To be, or not to be: that is the question. An increasing number of professionals are soliciting career feedback from colleagues, friends etc. in an effort to compete more effectively in today’s market. The recipients of these requests can often experience anxiety due to the lack of confidence in managing an effective response. Requests for personal presentation critiques are among the most dicey to address because of the emotional component and downside potential. But with a gentle approach you can succeed in helping your colleague…and preserving goodwill. To determine the best path, you will need consider and prioritize the following factors:
- The quality and nature of your relationship
- Your desire to provide truly useful feedback
- The importance of preserving a harmonious relationship
- Avoiding offense to your colleague
- Mitigating hurt or defensive feelings
- Your willingness to provide neutral feedback in order to avoid further discussion
- Your desire to avoid the situation altogether
Most people in your situation genuinely want to help, but don’t want to cause offense or hurt feelings. And while some professionals may ask for “brutal honesty”, the reality is that everyone has their sensitivities. So a fine line exists…and navigating it smoothly can prove difficult. Regardless of what path you choose, your words and messaging should be carefully selected. Below are a few options:
Direct And Honest Feedback.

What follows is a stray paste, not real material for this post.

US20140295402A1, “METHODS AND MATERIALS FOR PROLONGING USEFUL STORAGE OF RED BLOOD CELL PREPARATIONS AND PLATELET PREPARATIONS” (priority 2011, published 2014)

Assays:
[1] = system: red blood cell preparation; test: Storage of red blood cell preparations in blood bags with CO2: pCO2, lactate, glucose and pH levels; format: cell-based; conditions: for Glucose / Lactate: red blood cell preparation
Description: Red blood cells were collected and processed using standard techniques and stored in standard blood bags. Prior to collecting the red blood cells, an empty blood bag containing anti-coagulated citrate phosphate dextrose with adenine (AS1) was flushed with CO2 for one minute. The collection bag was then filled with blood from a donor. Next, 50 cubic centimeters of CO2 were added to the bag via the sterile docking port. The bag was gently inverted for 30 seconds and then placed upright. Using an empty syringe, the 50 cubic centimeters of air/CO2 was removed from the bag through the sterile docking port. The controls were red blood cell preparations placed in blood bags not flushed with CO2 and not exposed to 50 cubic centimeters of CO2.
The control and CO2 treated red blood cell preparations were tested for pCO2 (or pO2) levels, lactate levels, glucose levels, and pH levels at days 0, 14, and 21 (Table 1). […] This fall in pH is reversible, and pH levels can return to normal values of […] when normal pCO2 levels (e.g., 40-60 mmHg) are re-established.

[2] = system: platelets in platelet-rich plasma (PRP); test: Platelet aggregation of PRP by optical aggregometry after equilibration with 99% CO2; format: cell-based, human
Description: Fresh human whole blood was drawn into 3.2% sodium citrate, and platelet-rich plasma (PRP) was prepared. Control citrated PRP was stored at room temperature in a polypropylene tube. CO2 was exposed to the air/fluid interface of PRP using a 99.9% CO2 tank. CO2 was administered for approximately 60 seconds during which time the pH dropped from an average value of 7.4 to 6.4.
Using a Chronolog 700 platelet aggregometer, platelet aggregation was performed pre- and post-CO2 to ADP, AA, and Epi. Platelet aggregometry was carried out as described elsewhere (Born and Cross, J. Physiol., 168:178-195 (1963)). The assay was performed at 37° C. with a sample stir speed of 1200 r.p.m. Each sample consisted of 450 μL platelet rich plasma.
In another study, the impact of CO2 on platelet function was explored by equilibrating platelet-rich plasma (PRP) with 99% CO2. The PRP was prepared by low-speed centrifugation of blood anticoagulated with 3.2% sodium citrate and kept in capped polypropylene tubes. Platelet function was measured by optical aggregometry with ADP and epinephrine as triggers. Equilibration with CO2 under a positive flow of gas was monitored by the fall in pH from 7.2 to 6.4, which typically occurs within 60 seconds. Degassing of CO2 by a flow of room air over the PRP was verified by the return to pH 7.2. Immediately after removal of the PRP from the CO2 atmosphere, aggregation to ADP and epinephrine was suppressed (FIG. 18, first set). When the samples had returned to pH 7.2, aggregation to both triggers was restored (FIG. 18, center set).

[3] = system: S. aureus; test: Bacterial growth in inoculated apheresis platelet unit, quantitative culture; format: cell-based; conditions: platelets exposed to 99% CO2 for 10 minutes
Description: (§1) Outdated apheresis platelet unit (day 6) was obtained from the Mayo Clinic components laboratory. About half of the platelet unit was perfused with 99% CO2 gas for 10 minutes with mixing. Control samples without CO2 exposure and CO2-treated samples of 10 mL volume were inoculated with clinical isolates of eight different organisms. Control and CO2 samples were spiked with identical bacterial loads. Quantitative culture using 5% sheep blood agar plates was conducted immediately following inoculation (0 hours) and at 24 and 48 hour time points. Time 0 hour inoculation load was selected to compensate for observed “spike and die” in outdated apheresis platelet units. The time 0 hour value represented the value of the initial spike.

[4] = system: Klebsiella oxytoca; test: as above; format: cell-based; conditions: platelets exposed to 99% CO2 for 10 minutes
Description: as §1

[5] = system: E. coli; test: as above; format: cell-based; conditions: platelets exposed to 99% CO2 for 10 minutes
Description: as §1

“Dan, there are many qualities you have that I believe will reflect well in an interview. You are very confident, smart and have a lot of great things to say. I did notice a couple things that might be helpful though. During our conversation, you jumped in a few times with your opinion when I was speaking – so I didn’t have the opportunity to finish my thought. In a casual dynamic this is more common, but an interviewer might perceive this negatively. Also, part of your likeability is your casual nature. But in my experience, interviewers value a slightly more formal, and less “familiar” approach. They may interpret a casual demeanor as arrogance, lack of respect or lack of interest in the opportunity. I think it’s important to be yourself, but hopefully these insights are helpful.”
Middle of the Road Response.
“Dan, it’s always hard to know exactly what employers are looking for so I’ll try and give you my general thoughts instead of a personal critique. You’ve got a great background and I view you as a competitive candidate. A good piece of advice I received when I was interviewing was to be prepared, listen attentively, be humble, and approach the interview in highly professional manner. I’ve focused on this approach throughout my career and tit has always been effective. I hope this helps!”
The Polite Decline.
“Dan, thank you for asking for my feedback – I’m really flattered. But I feel like this is a bit outside my expertise and don’t think I would be very much help. I believe the highest and best use of your time would be for an expert like a seasoned legal recruiter or a professional coach to assess your presentation and provide their counsel. These folks work with employers often and know what resonates with them. I know a great recruiter who would be the perfect person to help. I’d be happy to send you his/her contact information if you’re interested.”
As professionals we all encounter uncomfortable situations from time to time. And while you are feeling some anxiety by this current request, this situation need not be a negative experience. In fact, it’s a great opportunity for your own professional development as well. So approach the situation with this mindset…and you and your colleague could both end up benefitting.